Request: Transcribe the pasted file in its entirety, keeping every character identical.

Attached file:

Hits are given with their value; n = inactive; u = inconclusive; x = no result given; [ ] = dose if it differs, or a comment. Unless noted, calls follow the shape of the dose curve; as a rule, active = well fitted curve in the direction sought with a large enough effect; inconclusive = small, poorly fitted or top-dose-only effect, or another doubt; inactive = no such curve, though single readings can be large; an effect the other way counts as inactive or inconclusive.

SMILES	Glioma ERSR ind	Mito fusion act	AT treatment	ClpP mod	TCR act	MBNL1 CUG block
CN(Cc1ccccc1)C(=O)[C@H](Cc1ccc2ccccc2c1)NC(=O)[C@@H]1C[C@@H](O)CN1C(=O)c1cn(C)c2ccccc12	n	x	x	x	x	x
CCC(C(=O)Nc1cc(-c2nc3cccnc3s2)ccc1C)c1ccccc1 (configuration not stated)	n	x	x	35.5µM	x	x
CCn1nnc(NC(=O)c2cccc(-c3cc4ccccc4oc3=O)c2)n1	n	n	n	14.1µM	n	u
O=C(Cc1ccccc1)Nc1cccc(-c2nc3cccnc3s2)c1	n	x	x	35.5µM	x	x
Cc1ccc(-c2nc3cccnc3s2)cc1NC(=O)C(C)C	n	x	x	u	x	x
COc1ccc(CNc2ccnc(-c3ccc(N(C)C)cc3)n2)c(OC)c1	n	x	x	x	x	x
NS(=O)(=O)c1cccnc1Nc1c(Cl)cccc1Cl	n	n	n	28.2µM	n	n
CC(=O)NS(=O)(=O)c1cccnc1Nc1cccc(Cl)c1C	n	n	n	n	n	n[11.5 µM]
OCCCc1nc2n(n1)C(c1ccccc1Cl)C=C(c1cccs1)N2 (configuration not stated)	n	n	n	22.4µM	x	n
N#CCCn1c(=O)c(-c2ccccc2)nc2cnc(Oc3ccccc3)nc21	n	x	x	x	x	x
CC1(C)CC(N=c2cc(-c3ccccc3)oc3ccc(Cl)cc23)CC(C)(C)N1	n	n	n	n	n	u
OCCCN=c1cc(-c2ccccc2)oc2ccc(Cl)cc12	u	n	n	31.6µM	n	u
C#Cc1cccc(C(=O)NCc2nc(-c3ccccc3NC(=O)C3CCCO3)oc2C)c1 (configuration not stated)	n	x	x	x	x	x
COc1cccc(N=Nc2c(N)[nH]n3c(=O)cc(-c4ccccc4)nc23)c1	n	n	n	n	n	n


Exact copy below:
Hits are given with their value; n = inactive; u = inconclusive; x = no result given; [ ] = dose if it differs, or a comment. Unless noted, calls follow the shape of the dose curve; as a rule, active = well fitted curve in the direction sought with a large enough effect; inconclusive = small, poorly fitted or top-dose-only effect, or another doubt; inactive = no such curve, though single readings can be large; an effect the other way counts as inactive or inconclusive.

SMILES	Glioma ERSR ind	Mito fusion act	AT treatment	ClpP mod	TCR act	MBNL1 CUG block
CN(Cc1ccccc1)C(=O)[C@H](Cc1ccc2ccccc2c1)NC(=O)[C@@H]1C[C@@H](O)CN1C(=O)c1cn(C)c2ccccc12	n	x	x	x	x	x
CCC(C(=O)Nc1cc(-c2nc3cccnc3s2)ccc1C)c1ccccc1 (configuration not stated)	n	x	x	35.5µM	x	x
CCn1nnc(NC(=O)c2cccc(-c3cc4ccccc4oc3=O)c2)n1	n	n	n	14.1µM	n	u
O=C(Cc1ccccc1)Nc1cccc(-c2nc3cccnc3s2)c1	n	x	x	35.5µM	x	x
Cc1ccc(-c2nc3cccnc3s2)cc1NC(=O)C(C)C	n	x	x	u	x	x
COc1ccc(CNc2ccnc(-c3ccc(N(C)C)cc3)n2)c(OC)c1	n	x	x	x	x	x
NS(=O)(=O)c1cccnc1Nc1c(Cl)cccc1Cl	n	n	n	28.2µM	n	n
CC(=O)NS(=O)(=O)c1cccnc1Nc1cccc(Cl)c1C	n	n	n	n	n	n[11.5 µM]
OCCCc1nc2n(n1)C(c1ccccc1Cl)C=C(c1cccs1)N2 (configuration not stated)	n	n	n	22.4µM	x	n
N#CCCn1c(=O)c(-c2ccccc2)nc2cnc(Oc3ccccc3)nc21	n	x	x	x	x	x
CC1(C)CC(N=c2cc(-c3ccccc3)oc3ccc(Cl)cc23)CC(C)(C)N1	n	n	n	n	n	u
OCCCN=c1cc(-c2ccccc2)oc2ccc(Cl)cc12	u	n	n	31.6µM	n	u
C#Cc1cccc(C(=O)NCc2nc(-c3ccccc3NC(=O)C3CCCO3)oc2C)c1 (configuration not stated)	n	x	x	x	x	x
COc1cccc(N=Nc2c(N)[nH]n3c(=O)cc(-c4ccccc4)nc23)c1	n	n	n	n	n	n